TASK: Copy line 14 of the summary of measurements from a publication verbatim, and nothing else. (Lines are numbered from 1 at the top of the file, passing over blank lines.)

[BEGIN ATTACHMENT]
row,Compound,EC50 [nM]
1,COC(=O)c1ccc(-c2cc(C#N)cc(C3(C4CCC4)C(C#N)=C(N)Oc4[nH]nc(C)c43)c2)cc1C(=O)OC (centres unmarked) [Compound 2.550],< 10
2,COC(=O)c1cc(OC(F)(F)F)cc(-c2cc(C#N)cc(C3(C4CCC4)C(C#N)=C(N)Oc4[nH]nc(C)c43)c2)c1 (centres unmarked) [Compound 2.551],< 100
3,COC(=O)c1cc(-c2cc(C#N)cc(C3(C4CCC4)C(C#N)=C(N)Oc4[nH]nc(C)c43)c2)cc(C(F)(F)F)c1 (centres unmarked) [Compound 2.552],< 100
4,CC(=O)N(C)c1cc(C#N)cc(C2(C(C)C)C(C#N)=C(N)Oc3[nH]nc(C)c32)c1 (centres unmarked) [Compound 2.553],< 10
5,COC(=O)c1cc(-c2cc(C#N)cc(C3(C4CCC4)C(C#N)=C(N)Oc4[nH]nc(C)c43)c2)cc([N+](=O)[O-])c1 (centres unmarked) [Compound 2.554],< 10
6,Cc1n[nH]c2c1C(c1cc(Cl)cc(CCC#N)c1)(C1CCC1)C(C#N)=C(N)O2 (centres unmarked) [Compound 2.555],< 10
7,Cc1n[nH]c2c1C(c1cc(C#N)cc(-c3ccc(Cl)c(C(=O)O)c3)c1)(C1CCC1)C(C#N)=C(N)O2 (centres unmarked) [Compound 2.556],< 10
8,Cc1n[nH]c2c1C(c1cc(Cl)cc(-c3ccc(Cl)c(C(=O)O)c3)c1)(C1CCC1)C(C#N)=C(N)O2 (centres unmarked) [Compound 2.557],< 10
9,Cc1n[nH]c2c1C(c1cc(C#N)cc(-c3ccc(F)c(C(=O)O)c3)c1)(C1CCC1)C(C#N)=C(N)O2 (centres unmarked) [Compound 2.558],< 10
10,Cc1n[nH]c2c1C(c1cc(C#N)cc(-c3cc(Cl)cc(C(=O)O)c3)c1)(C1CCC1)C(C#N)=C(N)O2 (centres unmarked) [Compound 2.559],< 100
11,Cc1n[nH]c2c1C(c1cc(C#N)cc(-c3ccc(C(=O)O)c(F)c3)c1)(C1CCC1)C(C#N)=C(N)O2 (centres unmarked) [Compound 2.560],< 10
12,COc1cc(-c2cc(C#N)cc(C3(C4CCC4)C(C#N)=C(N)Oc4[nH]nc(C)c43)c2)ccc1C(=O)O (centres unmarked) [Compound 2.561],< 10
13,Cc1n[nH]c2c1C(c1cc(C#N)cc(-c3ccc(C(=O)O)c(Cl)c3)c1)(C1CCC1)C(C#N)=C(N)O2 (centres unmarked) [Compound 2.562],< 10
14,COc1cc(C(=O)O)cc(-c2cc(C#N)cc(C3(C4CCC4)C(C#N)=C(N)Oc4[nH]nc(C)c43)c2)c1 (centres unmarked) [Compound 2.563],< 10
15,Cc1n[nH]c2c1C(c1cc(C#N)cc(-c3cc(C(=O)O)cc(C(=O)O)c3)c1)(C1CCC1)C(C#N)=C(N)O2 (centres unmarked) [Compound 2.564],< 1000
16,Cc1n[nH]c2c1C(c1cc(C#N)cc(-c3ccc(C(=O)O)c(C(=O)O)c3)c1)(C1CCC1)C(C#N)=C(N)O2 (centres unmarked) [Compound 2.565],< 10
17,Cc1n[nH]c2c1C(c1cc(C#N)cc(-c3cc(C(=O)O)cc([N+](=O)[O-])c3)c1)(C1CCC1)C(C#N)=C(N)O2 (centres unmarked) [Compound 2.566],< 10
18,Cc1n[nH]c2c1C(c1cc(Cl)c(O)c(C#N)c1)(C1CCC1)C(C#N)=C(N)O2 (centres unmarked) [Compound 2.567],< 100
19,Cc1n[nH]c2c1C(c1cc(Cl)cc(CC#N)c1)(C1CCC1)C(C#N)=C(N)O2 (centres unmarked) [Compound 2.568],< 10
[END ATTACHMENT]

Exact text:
13,Cc1n[nH]c2c1C(c1cc(C#N)cc(-c3ccc(C(=O)O)c(Cl)c3)c1)(C1CCC1)C(C#N)=C(N)O2 (centres unmarked) [Compound 2.562],< 10